'I Had To Make Something Up So People Will Feel Bad': Woman Guilty of $400,000 GoFundMe Scam Sentenced to 3 Years In Prison

In 2017, Kate McClure and then-boyfriend, Mark D'Amico, peddled a tender story about a unhoused veteran and an almost-empty tank of gas.

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By Gabrielle Bienasz

Burlington County Prosecutor's Office.

A woman who collaborated on a scam that took $400,000 from 14,000 GoFundMe donors was sentenced to three years in prison on Friday (to serve at the same time as her one-year federal sentence), according to the Associated Press.

The woman, Kate McClure, was part of a three-person scammer team, led by McClure and her then-boyfriend, Mark D'Amico, who cooked up a story in 2017 about raising money to support a homeless veteran.

In a GoFundMe, McClure claimed a veteran who was without housing used his last $20 to buy a can of gas for her after she ran out of fuel while driving on the highway into Philadelphia, per The Arizona Republic.

Several outlets covered the viral feel-good story, and the group went on national television programs like Good Morning America.

While fundraising, McClure had said the money was for the veteran to buy a home and a car, a financial attorney and adviser to assist him, and a retirement and trust fund, per the Republic.

But, the whole thing began to come apart in 2018, when the veteran and intended recipient of the funds, Johnny Bobbitt Jr., said in the press that the couple had not given him the funds and sued the couple for the money, saying in the suit he only received $75,000.

After his legal move, authorities began looking into the issue, per the AP.

It turned out that McClure and D'Amico had met Bobbitt while he was asking for money outside of a casino they went to often, then-Burlington County, New Jersey Prosecutor Scott Coffina said in 2018, per NJ.com. Then, they made a plan to help Bobbitt — and themselves, by posting a fake GoFundMe story and splitting the money.

"The gas part is completely made up but the guy isn't… I had to make something up so people will feel bad," McClure wrote in a text message to D'Amico reviewed by federal prosecutors, per The New York Times.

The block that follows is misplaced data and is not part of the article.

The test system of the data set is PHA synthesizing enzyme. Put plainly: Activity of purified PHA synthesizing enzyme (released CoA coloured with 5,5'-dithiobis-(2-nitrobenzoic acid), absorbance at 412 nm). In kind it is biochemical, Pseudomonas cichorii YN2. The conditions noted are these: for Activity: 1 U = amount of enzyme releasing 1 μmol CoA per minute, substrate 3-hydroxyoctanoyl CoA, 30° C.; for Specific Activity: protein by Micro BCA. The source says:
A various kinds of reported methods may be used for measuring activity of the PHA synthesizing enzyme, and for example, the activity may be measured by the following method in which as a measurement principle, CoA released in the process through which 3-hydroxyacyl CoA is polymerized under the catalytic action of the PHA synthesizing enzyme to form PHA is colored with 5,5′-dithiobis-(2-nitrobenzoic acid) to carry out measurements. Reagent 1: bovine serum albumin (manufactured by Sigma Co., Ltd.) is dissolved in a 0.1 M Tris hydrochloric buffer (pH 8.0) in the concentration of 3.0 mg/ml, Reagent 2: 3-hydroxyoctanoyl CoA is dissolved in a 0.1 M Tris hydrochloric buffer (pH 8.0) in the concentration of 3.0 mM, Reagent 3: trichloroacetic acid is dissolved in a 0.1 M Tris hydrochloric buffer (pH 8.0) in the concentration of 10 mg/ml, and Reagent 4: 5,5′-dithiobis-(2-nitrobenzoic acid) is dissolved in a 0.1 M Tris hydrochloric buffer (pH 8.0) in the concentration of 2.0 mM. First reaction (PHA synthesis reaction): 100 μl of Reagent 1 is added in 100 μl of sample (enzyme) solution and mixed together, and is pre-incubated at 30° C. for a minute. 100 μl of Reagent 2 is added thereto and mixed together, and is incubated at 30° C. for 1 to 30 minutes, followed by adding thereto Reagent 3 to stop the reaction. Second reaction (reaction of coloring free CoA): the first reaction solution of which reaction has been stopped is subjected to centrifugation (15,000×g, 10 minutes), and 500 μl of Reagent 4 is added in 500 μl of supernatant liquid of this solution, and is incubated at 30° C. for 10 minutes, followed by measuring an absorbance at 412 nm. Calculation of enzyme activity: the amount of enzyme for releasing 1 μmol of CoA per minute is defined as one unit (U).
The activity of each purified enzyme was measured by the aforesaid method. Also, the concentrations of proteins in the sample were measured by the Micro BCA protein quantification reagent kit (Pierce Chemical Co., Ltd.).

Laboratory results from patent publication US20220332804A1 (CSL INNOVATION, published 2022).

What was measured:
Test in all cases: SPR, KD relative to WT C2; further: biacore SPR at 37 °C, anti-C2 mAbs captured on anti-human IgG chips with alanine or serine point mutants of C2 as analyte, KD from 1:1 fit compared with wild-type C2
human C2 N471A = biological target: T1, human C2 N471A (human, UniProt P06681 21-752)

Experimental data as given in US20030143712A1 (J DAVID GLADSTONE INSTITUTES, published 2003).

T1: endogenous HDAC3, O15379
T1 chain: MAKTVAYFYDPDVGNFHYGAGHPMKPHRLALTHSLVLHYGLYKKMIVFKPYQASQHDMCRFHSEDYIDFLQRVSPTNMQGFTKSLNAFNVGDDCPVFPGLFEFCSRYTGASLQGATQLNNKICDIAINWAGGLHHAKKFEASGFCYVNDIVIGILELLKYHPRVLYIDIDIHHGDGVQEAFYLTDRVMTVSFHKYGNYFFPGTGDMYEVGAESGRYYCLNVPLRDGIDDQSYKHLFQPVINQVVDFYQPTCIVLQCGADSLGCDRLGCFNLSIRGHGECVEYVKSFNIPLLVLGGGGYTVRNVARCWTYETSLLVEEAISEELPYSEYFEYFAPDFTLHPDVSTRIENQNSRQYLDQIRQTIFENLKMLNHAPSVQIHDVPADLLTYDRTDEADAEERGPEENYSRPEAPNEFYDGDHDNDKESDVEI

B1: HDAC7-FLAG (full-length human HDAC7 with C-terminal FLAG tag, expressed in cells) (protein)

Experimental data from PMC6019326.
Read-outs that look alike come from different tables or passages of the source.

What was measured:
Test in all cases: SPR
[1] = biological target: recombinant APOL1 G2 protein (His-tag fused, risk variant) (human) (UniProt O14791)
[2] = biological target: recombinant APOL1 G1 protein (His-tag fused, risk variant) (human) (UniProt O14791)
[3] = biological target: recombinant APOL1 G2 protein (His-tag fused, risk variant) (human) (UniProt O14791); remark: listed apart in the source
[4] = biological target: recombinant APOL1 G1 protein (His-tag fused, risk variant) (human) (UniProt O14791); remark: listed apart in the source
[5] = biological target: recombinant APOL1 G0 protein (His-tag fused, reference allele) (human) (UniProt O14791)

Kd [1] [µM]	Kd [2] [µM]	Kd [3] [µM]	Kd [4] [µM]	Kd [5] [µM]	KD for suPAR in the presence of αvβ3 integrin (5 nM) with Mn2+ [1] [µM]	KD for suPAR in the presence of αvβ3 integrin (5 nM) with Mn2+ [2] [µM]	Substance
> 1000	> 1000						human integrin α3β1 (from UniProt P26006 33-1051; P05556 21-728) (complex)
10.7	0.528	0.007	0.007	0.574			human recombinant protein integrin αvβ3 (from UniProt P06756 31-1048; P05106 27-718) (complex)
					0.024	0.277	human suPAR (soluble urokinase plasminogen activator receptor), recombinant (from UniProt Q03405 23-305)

McClure and D'Amico ended up using the money on a helicopter trip to the Grand Canyon, a BMW, and designer bags, federal authorities later said, per The New York Times.

If Bobbitt had not spoken out and sued the couple, however, it's unlikely the trio would have been caught, Coffina noted in 2018.

After charges were announced against the group in 2018, GoFundMe refunded the donors. It has also said it would help Bobbitt receive funds in some manner, but it is unclear if that happened.

GoFundMe told Entrepreneur via email that it "has zero tolerance for misuse of our platform."

"We cooperated fully with law enforcement to ensure that these individuals were held accountable for their crimes and all donors were refunded," the company added.

McClure faced charges at the federal and state level and pleaded guilty to both in 2019. Authorities said the conspiracy was said to be the largest in GoFundMe history at the time, per the AP.

Bobbitt was an unhoused veteran who had served briefly in the U.S. Marine Corps. He was first admitted to a substance recovery program that involves extensive drug testing and was sentenced in New Jersey in early October to three years of probation for his role in the scam, per NJ.com.

D'Amico was sentenced to five years in state prison in August, to be served alongside his 27-month federal sentence, per CBS News.

Gabrielle Bienasz

Entrepreneur Staff

Gabrielle Bienasz is a staff writer at Entrepreneur. She previously worked at Insider and Inc. Magazine. 

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